197. Memorandum From the President’s Assistant for National Security Affairs (Kissinger) to President Nixon1

    • US-Soviet Incidents at Sea: Prospective Negotiations

The Under Secretary of the Navy, John Warner, will be flying with you to California on April 30.2 He is scheduled to head the US delegation to the proposed bilateral talks with the Soviets on avoiding incidents at sea, a study on which is nearing completion within the NSC system. Mr. Warner may raise this with you and I thought you might wish a brief status report.

In February you approved the issuance of NSSM 1193 requesting a study of the issues, alternatives and negotiating plan for the prospective talks with the Soviets. (The previous Administration had suggested bilateral discussions in 1968, and late last year the Soviets finally responded favorably.) The basic study has now been completed, and we are seeking formal agency comments.4 I shall provide you with a more detailed memorandum as soon as all comments have been received.

The main US objective in the talks, which will be held in Moscow, will be to obtain Soviet agreement to interpret the international Rules of the Road in such a way as to impose a duty on (Soviet) ships to stay well clear of (US) ships conducting air operations, underway replenishment, underwater operations and maneuvering in formation. In return for Soviet agreement on these points, we would agree that our aircraft and ships would remain more distant from Soviet surface ships—but not to a point which would seriously impair our intelligence collection capabilities.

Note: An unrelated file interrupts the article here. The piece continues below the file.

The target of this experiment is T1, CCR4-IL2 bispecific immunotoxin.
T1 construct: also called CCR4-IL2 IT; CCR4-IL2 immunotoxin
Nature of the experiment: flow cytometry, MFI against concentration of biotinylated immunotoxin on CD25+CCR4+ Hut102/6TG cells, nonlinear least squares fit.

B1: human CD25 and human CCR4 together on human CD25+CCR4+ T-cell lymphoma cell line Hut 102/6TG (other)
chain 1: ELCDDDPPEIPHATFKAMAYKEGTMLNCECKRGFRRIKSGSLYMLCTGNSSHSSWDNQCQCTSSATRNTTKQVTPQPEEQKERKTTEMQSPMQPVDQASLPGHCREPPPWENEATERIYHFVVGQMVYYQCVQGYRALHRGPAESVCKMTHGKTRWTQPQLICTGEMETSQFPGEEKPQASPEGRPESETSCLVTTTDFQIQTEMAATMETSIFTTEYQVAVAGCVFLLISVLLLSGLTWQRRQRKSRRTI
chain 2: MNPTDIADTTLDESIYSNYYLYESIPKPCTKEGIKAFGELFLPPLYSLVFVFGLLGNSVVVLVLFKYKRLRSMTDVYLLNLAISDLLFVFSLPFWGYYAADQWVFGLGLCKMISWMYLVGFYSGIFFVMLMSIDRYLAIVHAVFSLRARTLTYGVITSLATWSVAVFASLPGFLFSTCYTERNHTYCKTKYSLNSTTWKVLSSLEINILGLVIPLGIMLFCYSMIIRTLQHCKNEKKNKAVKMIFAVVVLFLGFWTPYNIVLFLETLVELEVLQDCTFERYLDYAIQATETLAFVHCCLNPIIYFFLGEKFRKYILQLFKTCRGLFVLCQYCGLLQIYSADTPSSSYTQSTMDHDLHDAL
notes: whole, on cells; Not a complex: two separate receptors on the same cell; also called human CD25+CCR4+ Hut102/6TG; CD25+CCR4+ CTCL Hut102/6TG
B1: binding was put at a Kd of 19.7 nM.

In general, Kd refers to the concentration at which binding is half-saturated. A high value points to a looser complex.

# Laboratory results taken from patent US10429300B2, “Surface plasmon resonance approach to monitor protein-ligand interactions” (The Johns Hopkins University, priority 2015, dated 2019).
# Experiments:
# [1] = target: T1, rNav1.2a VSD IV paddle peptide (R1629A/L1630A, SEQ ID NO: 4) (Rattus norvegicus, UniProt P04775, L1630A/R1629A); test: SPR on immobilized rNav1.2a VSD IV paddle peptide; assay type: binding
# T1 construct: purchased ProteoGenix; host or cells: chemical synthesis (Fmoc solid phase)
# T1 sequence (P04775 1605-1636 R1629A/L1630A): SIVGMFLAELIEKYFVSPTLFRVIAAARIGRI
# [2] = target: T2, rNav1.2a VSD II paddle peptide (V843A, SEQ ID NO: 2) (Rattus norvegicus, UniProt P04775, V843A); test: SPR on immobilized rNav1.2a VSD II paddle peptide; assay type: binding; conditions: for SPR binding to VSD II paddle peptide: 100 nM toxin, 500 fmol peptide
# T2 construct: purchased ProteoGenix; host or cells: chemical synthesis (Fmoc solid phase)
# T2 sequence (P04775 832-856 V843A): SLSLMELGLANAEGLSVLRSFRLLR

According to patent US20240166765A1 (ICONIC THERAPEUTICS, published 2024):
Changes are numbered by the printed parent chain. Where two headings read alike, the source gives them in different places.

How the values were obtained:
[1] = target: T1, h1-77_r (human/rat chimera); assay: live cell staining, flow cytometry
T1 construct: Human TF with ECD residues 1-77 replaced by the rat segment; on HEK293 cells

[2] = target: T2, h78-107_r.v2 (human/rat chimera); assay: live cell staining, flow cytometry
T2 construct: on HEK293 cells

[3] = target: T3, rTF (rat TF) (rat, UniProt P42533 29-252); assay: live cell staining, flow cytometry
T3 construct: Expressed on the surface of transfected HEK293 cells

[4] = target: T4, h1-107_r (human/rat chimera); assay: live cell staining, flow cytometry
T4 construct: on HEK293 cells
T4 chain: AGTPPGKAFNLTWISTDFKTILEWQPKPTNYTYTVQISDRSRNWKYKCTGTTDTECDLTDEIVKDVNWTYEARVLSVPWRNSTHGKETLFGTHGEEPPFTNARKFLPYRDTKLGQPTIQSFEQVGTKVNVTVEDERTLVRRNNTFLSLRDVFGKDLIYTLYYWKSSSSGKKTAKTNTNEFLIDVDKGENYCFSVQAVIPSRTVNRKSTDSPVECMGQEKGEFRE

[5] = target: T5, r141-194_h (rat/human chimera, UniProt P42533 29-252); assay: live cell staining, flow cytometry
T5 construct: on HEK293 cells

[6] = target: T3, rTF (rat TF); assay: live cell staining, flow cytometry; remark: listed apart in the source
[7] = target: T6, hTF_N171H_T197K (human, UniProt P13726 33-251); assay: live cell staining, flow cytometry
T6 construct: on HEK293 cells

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In light of the significant third-country interest in these talks, the NSC study provides for consultation in advance in NATO and with other countries (e.g., Japan, Philippines, Spain), and will give the British a special advance briefing.

A successful outcome of the talks is by no means assured. The Soviets might try to make it a propaganda exercise either by one-sided allegations against us or by making grandiose proposals. However, the draft NSC study concluded that a low key approach dealing with specific maritime practices may possibly reduce the number of incidents and resultant exchanges of protests.

  1. Source: National Archives, Nixon Presidential Materials, NSC Files, Box 715, Country Files, Europe, USSR, Vol. XIII. Secret. Sent for information. Sonnenfeldt forwarded a draft of this memorandum to Kissinger on April 26 for “prompt action.” Haig approved the memorandum for Kissinger. A notation and attached correspondence profile indicate that the President saw and noted it.
  2. According to his Daily Diary, the President flew by Air Force One from Andrews Air Force Base at 9:28 a.m. on April 30 and arrived in California at 11:25 a.m. (PDT) (Ibid., White House Central Files)
  3. See Document 113.
  4. Robert C. Brewster, Acting Executive Secretary of the Department of State, forwarded the interagency study in an April 16 memorandum to Kissinger. (National Archives, Nixon Presidential Materials, NSC Files, NSC Institutional Files (H-Files), Box H–181, National Security Study Memoranda, NSSM 119) Jeanne Davis circulated the study to the relevant agencies on May 4. (Ibid.)